Subsidiarity review

Now let's return to where we started. What the Dutch government wants is to refocus on this principle of subsidiarity as being a guiding principle in EU policymaking. The slogan the government uses is “European when necessary, national when possible”.

And although, as Rem Korteweg of the Centre for European Reform in London argues, the Dutch proposals are not very far-reaching and mainly concern rules governing air quality and school milk, the review underlines once again that Euro-skepticism is not over just yet. Aside from sending a serious and topical message to the Commission, it also represents the need of the Dutch government to give in to the anti-European sentiments and to respond to the creeping return of the far-right Freedom Party of Geert Wilders. To steal the thunder of the latter’s anti-European rhetoric, the Dutch Prime Minister Mark Rutte stated: “the time of an ever closer union in all policy areas is over”. The principle of subsidiarity should be at the heart of European decision-making, is the Dutch statement.

The Dutch initiative was welcomed by countries such as Germany, Sweden, Finland and Austria. Some of these countries are even considering a similar exercise. The UK is currently working on a balance of competences review to find out “what is right at the European level and what is right at national level”, as said David Cameron.

It should be clear that the Netherlands is not aiming at a treaty change or extra opt-outs, but at an “inclusive process to revise existing legislation and reach political agreement on future priorities for legislation”. In its explanatory notes, the Dutch government states that “European integration is a step-by-step process, in which a decision to take action at EU level is made only if this is necessary and/or if it is in the interest of the participating countries – that goes for tackling the financial and economic crisis, but also for various policy areas such as energy, climate, asylum and migration and the completion of the single market.” Expanding the scope of European policy should not become a goal in itself. And this is where the two main problems of subsidiarity – the implicit assumption of ‘a greater common good’ and the vagueness to determine when objectives are sufficiently achieved – pop up. Euroskeptics in the Netherlands and in other European countries alike often argue that the European Union has creeping competences over areas that they would like to keep within the national domain. They call for less European policies and as much national legislation as possible; and feel that the European institutions are intruding in the national policy-making processes.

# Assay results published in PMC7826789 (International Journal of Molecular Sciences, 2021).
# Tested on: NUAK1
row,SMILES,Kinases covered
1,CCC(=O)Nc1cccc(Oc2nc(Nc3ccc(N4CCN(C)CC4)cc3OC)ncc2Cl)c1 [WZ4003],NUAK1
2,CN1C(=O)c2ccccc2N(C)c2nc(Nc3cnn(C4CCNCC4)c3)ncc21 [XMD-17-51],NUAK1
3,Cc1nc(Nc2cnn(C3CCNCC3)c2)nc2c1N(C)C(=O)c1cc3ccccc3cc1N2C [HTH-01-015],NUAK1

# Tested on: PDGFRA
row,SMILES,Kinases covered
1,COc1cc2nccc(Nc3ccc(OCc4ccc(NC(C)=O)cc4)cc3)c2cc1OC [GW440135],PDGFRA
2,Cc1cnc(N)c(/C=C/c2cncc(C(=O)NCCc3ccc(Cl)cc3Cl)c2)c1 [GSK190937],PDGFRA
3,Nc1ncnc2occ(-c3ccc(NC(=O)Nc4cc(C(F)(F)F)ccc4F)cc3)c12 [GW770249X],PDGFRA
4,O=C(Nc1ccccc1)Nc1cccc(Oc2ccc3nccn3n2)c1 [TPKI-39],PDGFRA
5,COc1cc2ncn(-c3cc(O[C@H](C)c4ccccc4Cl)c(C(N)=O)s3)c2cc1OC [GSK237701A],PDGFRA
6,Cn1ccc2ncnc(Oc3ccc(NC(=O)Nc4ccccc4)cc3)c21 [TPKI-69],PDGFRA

The case for strengthening subsidiarity – and more parliamentary involvement

The subsidiarity principle, in sum, contains three basic problems. Firstly, it implies a notion of the ‘greater common good’ that lower public entities and higher public entities should strive after. Secondly, the principle is drafted in such a way in the Treaties that it is subordinate to the European Union’s objectives. These objectives are often extremely vague and open to interpretation. Thirdly, it is not clear when certain objectives are ‘sufficiently achieved’ at a lower level, and thus it is not clear when the EU should intervene and to what extent. It is thus somewhat surprising that it is exactly this ambiguous and malleable principle of subsidiarity that euroskeptics mention when they talk about strengthening national powers. Meanwhile, it is with the subsidiarity principle that a greater European consensus could start. Ensuring the respect of subsidiarity should justify any European action, and subsidiarity control should thus be enforced. It is this last part where national parliaments should play a bigger role, as mentioned in article 12b TEU: “National parliaments shall contribute actively to the good functioning of the European Union […] by seeing to it that the principle of subsidiarity is respected in accordance with the procedures provided for in the Protocol on the application of the principles of subsidiarity and proportionality”. So while the EU should be more resolved to stick to its role, national parliaments should step up their game.

The word that saves the EU?

In 1992, Deborah Cass wrote an article on subsidiarity in which she calls subsidiarity the “word that saved Maastricht”. The subsidiarity principle had emerged from the tensions between the Member States and the European Union, amidst growing concerns about a supranational Europe threatening national sovereignty. Now the time has come to not only talk the talk. The return of the subsidiarity principle may well be another whim in the euroskeptic discourse, it does bring about a valid and valuable discussion on European decision making in line with national decision making. Let’s hope the EU will walk the walk.

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Image:© Antique Maps of the World, Map of Europe, Carl Allard.